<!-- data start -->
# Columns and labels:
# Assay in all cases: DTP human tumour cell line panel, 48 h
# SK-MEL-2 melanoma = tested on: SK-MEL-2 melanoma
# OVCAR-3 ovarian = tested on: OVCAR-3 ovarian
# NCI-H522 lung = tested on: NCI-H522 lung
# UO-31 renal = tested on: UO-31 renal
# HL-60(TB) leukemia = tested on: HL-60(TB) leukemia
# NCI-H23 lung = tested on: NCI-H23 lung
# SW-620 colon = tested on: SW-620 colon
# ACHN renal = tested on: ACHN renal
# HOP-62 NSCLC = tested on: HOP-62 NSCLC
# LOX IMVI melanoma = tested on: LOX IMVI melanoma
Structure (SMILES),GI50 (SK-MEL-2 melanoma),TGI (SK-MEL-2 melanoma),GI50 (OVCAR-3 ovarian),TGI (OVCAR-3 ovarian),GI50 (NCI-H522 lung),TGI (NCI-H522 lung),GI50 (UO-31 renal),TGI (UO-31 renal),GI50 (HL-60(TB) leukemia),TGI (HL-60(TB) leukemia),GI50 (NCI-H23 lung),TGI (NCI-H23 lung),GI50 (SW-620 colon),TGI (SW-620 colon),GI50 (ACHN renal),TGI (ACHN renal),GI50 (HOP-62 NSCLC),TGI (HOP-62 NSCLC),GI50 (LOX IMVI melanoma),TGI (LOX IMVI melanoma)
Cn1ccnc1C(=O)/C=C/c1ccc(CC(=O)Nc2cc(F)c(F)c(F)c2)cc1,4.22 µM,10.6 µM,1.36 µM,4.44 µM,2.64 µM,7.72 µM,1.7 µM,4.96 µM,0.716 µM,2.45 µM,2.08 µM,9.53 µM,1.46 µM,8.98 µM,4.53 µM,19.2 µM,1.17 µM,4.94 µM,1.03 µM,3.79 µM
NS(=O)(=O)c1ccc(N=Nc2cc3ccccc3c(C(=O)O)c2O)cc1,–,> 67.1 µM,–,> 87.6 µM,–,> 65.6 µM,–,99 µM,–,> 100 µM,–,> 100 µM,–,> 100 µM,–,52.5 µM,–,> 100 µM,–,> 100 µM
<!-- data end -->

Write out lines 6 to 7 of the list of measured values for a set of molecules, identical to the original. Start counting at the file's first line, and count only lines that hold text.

# UO-31 renal = tested on: UO-31 renal
# HL-60(TB) leukemia = tested on: HL-60(TB) leukemia